WASHINGTON — The Biden administration’s initiative to spur cancer prevention and treatment received a dose of celebrity support Monday as singer Mary J. Blige joined Jill Biden and the American Cancer Society to announce national meetings on breast cancer. breast and cervix.
The cancer society pledged to call the events after President Joe Biden and the first lady revived the “cancer moonshot” initiative earlier this year. The program provides more money for research to, as Jill Biden put it, “help us end cancer as we know it. For good.
RThe &B superstar Blige said she lost aunts and other family members to breast, cervical and lung cancer. She has promoted breast cancer screening, especially among black women who are disproportionately affected, through the Black Women’s Health Imperative.
Blige on Monday blamed misconceptions about mammograms among black women and “the practice of not wanting other people in our business” for disparities in breast cancer outcomes between blacks and whites.
She said she was convinced that if her aunts, godmother and grandparents had been informed about cancer, “today they would have a different outcome.” She paused a few times to keep her composure.
The first lady caught up with Blige as the Grammy Award-winning singer returned to her seat. They sat hand in hand for several minutes before Biden, whose adult son Beau died of brain cancer in 2015, thanked Blige for “lending her powerful voice to this cause.”
The first lady said the administration’s cancer initiative will help foster collaboration and research, invest in new treatments and therapies, and help people get the best care and support for their loved ones.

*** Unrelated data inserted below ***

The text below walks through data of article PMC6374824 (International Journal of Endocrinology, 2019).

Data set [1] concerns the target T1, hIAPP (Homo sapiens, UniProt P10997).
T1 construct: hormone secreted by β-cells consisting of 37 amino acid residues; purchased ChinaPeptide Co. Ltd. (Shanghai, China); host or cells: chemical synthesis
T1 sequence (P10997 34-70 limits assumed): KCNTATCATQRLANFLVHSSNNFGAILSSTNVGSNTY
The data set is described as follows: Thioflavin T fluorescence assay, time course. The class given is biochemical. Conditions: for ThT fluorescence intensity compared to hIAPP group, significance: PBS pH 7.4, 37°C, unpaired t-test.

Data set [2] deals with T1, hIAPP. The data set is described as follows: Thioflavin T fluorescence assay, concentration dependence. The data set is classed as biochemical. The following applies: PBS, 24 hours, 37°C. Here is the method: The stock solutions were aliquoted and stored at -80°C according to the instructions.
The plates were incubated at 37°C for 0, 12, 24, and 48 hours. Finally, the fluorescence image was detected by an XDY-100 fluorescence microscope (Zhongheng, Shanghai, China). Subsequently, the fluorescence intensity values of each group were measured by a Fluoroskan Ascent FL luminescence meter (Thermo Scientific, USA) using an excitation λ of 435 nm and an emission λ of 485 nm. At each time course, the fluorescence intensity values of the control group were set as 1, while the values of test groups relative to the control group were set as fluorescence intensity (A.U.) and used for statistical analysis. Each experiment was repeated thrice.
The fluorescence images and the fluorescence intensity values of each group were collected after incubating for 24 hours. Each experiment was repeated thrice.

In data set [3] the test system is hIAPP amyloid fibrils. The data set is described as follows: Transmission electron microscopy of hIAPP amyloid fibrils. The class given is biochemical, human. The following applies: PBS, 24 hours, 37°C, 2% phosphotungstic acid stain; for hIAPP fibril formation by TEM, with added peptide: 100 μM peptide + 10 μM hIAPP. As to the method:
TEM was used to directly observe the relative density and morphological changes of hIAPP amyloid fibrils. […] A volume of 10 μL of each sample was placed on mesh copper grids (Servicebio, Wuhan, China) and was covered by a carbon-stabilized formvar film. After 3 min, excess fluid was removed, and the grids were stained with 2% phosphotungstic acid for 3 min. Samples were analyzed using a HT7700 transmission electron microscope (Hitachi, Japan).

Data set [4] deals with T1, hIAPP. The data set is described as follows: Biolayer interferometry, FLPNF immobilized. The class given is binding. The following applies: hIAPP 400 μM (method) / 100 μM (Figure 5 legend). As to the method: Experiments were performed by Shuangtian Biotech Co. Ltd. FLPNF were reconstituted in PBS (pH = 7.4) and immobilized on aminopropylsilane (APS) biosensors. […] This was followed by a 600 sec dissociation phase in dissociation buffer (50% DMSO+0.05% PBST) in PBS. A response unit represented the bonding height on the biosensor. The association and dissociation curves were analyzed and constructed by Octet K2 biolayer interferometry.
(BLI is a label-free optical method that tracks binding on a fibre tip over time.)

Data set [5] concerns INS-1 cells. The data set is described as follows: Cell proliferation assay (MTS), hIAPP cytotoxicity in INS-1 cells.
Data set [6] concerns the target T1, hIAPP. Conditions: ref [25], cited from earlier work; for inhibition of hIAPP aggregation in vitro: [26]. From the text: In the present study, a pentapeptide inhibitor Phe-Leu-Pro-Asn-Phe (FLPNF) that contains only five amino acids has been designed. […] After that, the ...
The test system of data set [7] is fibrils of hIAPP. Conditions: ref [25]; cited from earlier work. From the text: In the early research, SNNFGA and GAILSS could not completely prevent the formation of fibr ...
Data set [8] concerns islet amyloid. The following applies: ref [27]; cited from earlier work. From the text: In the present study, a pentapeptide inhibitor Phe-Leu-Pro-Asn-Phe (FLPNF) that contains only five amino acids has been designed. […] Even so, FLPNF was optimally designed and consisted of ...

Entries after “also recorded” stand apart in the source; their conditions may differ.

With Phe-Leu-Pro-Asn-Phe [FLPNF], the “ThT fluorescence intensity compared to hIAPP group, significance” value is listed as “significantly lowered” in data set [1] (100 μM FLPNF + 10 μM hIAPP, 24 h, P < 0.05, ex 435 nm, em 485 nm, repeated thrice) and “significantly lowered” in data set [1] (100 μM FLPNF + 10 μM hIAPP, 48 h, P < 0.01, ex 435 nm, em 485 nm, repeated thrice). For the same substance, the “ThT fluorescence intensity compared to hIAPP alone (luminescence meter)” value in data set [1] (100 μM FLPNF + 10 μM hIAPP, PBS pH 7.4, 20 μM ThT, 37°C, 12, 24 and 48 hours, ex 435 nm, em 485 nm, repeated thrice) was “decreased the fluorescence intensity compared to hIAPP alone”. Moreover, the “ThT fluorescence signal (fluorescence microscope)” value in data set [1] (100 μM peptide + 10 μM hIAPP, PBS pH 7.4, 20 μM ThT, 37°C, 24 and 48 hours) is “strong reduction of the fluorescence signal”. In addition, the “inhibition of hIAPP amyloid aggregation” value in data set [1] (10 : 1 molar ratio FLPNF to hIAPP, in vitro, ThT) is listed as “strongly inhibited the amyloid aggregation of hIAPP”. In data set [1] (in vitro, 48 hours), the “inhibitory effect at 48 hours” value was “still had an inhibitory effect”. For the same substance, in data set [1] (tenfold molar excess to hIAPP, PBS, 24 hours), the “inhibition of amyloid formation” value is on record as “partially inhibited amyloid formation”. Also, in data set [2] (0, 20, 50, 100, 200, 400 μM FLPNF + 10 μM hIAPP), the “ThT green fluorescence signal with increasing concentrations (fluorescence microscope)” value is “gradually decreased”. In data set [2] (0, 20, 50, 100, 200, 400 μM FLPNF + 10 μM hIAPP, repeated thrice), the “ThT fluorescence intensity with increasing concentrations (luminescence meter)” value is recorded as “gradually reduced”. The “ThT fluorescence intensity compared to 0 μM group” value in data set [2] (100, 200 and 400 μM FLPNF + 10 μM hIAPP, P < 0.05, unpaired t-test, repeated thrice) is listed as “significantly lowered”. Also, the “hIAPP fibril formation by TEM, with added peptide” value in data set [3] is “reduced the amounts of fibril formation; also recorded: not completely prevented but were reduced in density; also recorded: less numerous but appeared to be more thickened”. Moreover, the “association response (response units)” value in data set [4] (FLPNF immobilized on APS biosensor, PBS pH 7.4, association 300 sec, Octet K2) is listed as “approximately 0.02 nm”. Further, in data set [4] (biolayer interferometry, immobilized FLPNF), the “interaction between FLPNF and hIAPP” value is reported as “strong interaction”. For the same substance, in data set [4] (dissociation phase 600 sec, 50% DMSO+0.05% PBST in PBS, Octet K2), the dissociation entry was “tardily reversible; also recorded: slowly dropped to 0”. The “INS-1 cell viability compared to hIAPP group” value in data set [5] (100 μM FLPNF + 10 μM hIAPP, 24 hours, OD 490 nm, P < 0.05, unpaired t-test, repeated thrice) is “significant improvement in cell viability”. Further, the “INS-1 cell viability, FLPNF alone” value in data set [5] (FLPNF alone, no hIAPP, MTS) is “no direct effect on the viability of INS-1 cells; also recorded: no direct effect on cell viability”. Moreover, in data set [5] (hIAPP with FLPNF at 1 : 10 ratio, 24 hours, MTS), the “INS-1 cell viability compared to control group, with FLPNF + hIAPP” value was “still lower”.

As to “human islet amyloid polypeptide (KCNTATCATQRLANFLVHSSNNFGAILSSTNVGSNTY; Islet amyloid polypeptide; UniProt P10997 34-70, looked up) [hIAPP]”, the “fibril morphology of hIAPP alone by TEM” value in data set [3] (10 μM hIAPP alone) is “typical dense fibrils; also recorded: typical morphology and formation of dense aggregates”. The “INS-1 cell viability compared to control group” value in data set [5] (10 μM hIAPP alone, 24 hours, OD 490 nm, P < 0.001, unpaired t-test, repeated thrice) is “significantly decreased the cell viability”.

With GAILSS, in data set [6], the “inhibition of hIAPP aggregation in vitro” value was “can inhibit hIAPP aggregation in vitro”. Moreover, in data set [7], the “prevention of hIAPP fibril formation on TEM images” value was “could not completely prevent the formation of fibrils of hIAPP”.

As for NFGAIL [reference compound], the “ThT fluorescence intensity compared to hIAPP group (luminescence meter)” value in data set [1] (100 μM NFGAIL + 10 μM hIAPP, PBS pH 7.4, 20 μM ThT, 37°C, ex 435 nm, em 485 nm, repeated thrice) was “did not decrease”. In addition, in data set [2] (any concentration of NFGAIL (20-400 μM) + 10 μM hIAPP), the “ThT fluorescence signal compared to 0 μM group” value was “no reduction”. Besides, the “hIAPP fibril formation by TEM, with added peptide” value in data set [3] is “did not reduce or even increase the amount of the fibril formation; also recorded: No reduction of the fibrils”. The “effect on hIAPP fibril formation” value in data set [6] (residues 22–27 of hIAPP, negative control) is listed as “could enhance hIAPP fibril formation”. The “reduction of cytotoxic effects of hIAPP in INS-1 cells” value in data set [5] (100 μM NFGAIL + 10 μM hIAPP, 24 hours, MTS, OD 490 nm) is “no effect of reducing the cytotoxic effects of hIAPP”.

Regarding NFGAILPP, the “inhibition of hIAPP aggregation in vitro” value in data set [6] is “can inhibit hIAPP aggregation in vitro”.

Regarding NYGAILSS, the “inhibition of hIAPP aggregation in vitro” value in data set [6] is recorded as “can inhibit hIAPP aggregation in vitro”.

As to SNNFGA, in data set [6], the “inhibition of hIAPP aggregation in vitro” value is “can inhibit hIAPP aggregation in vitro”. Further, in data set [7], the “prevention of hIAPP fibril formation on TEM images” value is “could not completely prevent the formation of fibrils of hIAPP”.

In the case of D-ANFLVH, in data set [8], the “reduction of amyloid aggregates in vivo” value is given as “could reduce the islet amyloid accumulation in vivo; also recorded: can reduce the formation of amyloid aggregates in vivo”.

He said it’s about creating “a future where we no longer have to fear the word cancer.”
The American Cancer Society said the roundtables will bring together doctors, scientists and other professionals with leading organizations to work toward progress against cancer. They will start this week, said Karen Knudsen, executive director.
Breast cancer is the leading cancer in women and is the No. 1 cause of death for Black and Latina women. More than 14,000 women will be diagnosed with cervical cancer this year, resulting in more than 4,000 deaths, she said.
Knudsen said the meetings will work to “end breast and cervical cancer as we know it for all of us.”
Since becoming first lady, Jill Biden has traveled the country to learn about advances in cancer research and encourage people, especially women, to catch up on the screening tests they skipped during the pandemic.
Her cancer advocacy began in the 1990s, after four of her friends were diagnosed with breast cancer.